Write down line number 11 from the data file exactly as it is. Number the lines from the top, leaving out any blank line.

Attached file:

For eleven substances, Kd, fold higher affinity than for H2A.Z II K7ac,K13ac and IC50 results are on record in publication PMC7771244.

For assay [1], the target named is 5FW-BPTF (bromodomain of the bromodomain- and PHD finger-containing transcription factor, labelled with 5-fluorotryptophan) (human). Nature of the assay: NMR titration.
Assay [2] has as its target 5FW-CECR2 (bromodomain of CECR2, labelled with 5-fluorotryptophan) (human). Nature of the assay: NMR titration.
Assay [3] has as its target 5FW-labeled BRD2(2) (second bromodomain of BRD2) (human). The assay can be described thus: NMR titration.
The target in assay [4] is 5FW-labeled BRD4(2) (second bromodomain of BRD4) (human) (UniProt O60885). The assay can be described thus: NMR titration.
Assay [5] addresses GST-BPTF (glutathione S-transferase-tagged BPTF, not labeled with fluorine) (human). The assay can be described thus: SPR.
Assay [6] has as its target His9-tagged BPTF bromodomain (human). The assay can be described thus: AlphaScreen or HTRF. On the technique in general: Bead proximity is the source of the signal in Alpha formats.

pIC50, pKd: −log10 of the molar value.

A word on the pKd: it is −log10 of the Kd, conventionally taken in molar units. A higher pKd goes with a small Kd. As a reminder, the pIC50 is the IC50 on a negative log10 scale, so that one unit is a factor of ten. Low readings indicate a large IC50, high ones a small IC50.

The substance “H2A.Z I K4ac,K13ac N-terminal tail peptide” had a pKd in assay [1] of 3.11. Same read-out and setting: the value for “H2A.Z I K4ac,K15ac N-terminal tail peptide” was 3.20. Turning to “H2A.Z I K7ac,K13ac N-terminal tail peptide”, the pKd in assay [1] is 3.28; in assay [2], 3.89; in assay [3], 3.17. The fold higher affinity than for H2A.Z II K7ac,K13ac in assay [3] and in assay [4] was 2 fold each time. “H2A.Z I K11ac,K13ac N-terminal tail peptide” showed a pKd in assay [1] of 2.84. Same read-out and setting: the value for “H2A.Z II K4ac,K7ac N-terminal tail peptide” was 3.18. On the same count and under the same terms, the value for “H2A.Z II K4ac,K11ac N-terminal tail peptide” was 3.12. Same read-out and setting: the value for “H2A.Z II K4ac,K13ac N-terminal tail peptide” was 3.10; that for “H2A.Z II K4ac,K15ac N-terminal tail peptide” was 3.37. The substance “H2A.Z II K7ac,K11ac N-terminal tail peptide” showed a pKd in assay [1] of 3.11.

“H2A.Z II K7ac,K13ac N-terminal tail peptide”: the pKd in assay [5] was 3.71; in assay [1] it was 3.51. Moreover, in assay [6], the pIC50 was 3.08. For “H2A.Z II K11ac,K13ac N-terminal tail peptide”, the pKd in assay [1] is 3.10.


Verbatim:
“H2A.Z II K7ac,K13ac N-terminal tail peptide”: the pKd in assay [5] was 3.71; in assay [1] it was 3.51. Moreover, in assay [6], the pIC50 was 3.08. For “H2A.Z II K11ac,K13ac N-terminal tail peptide”, the pKd in assay [1] is 3.10.